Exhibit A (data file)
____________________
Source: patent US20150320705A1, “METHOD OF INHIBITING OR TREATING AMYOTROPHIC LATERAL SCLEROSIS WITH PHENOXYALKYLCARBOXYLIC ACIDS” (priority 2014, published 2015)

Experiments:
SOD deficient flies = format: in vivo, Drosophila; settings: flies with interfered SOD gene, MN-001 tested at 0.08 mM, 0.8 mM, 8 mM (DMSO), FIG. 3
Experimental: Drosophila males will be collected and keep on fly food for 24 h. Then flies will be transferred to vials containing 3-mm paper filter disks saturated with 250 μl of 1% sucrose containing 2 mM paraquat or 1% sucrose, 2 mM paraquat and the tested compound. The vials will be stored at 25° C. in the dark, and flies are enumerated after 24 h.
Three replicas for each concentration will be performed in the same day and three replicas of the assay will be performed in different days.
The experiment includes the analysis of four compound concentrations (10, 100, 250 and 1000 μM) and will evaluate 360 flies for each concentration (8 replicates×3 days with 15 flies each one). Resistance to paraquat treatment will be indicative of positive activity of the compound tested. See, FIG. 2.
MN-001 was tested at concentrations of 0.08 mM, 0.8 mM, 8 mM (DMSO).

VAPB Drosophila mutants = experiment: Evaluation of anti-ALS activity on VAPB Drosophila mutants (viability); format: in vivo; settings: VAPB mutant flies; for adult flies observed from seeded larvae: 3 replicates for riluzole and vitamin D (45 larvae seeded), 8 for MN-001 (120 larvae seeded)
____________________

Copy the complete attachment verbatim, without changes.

Source: patent US20150320705A1, “METHOD OF INHIBITING OR TREATING AMYOTROPHIC LATERAL SCLEROSIS WITH PHENOXYALKYLCARBOXYLIC ACIDS” (priority 2014, published 2015)

Experiments:
SOD deficient flies = format: in vivo, Drosophila; settings: flies with interfered SOD gene, MN-001 tested at 0.08 mM, 0.8 mM, 8 mM (DMSO), FIG. 3
Experimental: Drosophila males will be collected and keep on fly food for 24 h. Then flies will be transferred to vials containing 3-mm paper filter disks saturated with 250 μl of 1% sucrose containing 2 mM paraquat or 1% sucrose, 2 mM paraquat and the tested compound. The vials will be stored at 25° C. in the dark, and flies are enumerated after 24 h.
Three replicas for each concentration will be performed in the same day and three replicas of the assay will be performed in different days.
The experiment includes the analysis of four compound concentrations (10, 100, 250 and 1000 μM) and will evaluate 360 flies for each concentration (8 replicates×3 days with 15 flies each one). Resistance to paraquat treatment will be indicative of positive activity of the compound tested. See, FIG. 2.
MN-001 was tested at concentrations of 0.08 mM, 0.8 mM, 8 mM (DMSO).

VAPB Drosophila mutants = experiment: Evaluation of anti-ALS activity on VAPB Drosophila mutants (viability); format: in vivo; settings: VAPB mutant flies; for adult flies observed from seeded larvae: 3 replicates for riluzole and vitamin D (45 larvae seeded), 8 for MN-001 (120 larvae seeded)